How Stephen Sharkey succeeds in translating Brecht

(This was something I wrote back in October for the Nottingham Playhouse Theatre, who helped me arrange the interview. It’s about theatre, so most some of you may not find it particularly interesting!)

For many writers whose words are brought to life on the stage, satire has always been a powerful tool through which to challenge the establishment and question the many faces of human nature.
And with the world still reeling from the aftermath of the Arab Spring, Bertolt Brecht’s The Resistible Rise of Arturo Ui will take on, perhaps, even greater significance as an example of truly outstanding theatre.

For acclaimed British writer Stephen Sharkey – who has skilfully adapted Brecht’s original German script for this production – this gripping tale of a crime lord’s rise to power in depression stricken Chicago has one of the most powerful narratives he has ever read.

“This is just a great story, a juggernaut,” he says.
“There’s so much to admire”.
“It bears this huge symbolic load – that Hitler is Arturo Ui and Arturo Ui is Hitler.”

Sharkey is a man well skilled in the fine arts of symbolism and narrative that underpin all great plays.

After growing up in the Huyton area of Liverpool, the forty four year-old writer has long been fascinated with language and the power of words.

“I was always interested in words, I suppose,” he says.
“The sound of them, the shape of them and how they made people react.”

After studying both Latin and Greek at Oxford, Sharkey’s first taste of the theatre came when he was asked to adapt Oscar Wilde’s The Picture of Dorian Grey for the Edinburgh Fringe Festival by a friend.

In an interesting coincidence, Sharkey’s leading man for this debut piece was none other than Rupert Wickham, who played Elyot in the Playhouse’s recent production of Private Lives.
Despite his minimal familiarity with the stage, it was this experience that made the young Sharkey realise that this was what he wanted to do with his life.

“I fell in love with the theatre. I was truly bitten,” he explains.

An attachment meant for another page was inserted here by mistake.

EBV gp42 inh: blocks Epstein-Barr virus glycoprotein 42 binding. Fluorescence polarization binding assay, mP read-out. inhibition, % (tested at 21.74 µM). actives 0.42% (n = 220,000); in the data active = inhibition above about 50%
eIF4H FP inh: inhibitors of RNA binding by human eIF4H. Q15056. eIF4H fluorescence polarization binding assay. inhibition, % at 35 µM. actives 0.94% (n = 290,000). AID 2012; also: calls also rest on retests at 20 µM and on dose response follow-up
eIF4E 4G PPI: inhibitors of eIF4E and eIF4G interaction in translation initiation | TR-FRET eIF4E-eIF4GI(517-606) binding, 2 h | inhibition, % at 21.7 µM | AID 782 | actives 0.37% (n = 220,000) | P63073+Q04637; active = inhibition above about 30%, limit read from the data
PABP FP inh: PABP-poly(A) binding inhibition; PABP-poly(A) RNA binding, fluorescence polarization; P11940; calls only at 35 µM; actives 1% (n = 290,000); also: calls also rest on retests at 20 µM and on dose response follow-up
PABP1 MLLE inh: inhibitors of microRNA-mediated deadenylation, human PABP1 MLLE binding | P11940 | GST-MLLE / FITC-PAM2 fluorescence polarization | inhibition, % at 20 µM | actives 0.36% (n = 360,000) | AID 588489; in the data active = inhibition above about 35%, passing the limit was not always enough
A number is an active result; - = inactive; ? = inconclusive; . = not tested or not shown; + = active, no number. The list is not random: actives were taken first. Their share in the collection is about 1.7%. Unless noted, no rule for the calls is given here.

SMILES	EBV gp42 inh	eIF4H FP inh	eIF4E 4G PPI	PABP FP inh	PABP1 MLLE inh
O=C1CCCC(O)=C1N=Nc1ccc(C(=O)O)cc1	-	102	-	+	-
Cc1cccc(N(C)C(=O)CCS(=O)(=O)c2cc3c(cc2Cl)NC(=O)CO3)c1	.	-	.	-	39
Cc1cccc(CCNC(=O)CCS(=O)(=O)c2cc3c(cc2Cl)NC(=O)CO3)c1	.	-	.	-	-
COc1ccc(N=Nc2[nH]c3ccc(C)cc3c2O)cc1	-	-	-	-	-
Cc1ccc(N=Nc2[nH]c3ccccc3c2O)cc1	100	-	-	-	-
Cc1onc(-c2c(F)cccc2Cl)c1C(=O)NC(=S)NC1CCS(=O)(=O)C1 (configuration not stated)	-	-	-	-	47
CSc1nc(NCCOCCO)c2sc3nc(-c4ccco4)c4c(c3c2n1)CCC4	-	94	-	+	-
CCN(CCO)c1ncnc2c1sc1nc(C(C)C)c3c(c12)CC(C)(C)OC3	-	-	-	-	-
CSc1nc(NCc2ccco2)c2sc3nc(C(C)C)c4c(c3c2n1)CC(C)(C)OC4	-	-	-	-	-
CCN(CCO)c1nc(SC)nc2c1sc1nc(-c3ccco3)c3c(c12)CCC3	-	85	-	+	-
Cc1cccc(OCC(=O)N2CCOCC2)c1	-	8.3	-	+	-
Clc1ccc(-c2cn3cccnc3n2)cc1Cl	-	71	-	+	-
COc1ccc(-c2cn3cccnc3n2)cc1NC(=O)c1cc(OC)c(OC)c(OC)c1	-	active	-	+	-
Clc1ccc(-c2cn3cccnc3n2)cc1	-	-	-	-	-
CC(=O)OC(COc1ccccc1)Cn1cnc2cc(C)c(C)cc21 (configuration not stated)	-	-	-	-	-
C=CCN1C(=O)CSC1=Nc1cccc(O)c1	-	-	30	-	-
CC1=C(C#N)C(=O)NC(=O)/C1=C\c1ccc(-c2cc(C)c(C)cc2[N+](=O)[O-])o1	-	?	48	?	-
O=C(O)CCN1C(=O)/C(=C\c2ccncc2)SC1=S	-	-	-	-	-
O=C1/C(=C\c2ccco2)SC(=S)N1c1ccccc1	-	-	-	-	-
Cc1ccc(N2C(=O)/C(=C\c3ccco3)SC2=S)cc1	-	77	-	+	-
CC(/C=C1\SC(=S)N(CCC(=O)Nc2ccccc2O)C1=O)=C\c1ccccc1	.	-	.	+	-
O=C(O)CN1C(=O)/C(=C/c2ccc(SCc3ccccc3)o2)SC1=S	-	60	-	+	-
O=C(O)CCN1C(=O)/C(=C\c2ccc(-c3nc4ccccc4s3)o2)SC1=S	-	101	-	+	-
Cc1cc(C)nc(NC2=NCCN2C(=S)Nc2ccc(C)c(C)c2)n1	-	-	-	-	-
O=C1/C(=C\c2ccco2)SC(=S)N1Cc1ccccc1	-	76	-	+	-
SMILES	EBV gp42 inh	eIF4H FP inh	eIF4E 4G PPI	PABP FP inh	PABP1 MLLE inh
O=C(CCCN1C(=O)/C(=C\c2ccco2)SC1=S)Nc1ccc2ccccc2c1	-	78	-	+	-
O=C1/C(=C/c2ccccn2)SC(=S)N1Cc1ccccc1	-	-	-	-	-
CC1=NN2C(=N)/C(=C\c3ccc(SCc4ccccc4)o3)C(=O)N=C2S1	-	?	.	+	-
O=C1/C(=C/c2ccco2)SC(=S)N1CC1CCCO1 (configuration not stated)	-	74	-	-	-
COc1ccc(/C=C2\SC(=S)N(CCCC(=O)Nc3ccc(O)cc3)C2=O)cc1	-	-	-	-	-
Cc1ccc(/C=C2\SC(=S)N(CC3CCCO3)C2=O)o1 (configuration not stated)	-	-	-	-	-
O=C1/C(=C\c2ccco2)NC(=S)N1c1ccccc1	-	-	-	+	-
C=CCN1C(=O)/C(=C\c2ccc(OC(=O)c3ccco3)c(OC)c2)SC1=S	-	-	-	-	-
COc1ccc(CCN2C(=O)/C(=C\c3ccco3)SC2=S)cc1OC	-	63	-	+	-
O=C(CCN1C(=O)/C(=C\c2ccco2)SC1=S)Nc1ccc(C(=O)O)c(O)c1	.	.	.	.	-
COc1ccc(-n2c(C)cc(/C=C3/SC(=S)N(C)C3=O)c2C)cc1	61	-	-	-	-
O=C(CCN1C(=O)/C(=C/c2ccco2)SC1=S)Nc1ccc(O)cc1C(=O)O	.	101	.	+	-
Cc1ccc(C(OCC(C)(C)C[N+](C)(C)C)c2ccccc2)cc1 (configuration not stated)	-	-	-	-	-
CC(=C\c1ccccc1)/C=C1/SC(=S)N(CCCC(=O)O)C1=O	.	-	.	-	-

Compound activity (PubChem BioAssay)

“I think more than anything, what I loved about it was… hearing the audience and watching their faces as they responded to the story.
“Just feeling their pleasure and the warmth in their reaction and how amused they were – it really felt that through our play we were doing something that was entertaining and enlivening.
“It was as if life had been turned up a notch.”

And it is that rush, that incomparable joy that only live theatre can provide which has been the prime motivation behind all of Sharkey’s many adaptations and original scripts.

“There’s something childish about it, that I’m not ashamed of,” he admits.
“The delight in showing off and being applauded.”

But there has always been a more adult, intellectual side to the thrill of the theatre, the London resident stresses.

“You’re using an art which is 2,500 years old and a still evolving art-form.
“It’s very various and there are so many ways to tell a story on stage and it is just really mind-blowing to get involved and realise all the possibilities.”

For an already experienced playwright, adapting Brecht’s original German script for Arturo has proven quite the educational experience.

“I love working with these great, genius writers – getting under the bonnet and finding out how they work and sharing in the audience’s response to them,” he explains.
“I’ve learnt a lot from Brecht, I have to say.
“About concision, about planning a story economically, about loading up a scene with significance.
“When I read the play, I thought ‘this guy knows story’.”

While the colourful characters and pure drama that Arturo is so richly filled with would make it a great piece of theatre in its own right, Sharkey recognises there is a much greater depth and meaning to this play.

“You’ve got to remember, he wrote this play when he was in exile in 1941, in fear for his life. Not knowing what the future was holding.
“This extraordinary furious energy and mocking anger just pours out of Brecht, but it’s controlled also.
“He’s a master artist because he paints things in big, bold colours but there’s also this extraordinary detailed machinery underpinning it.
“[Brecht was] a great intellectual powerhouse and a radical thinker.”

But can a story first developed more than half a Century ago in a world far removed from ours’ today really carry the same thematic impact as it did in the midst of the Second World War?
Absolutely, says Sharkey.

“We’re still living in a world that is still shaped by the Second World War”, he explains.
“I think in the epilogue, Brecht acknowledges that the world fought back and got rid of this threat, this dreadful tyrant. But with the final line – the beast that bore him is in heat again – that’s Brecht’s warning.”

With both critics and audiences alike singing the praises of this latest production, it seems Sharkey has succeeded in capturing both the spirit and tremendous power of Brecht’s original work and created a theatre experience that is simply, well, irresistible.

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About Magnificent Geoffrey

I may be 'Magnificent', but I honestly have no idea what I'm doing.
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One Response to How Stephen Sharkey succeeds in translating Brecht

  1. Love Brecht. Thanks for a great post.

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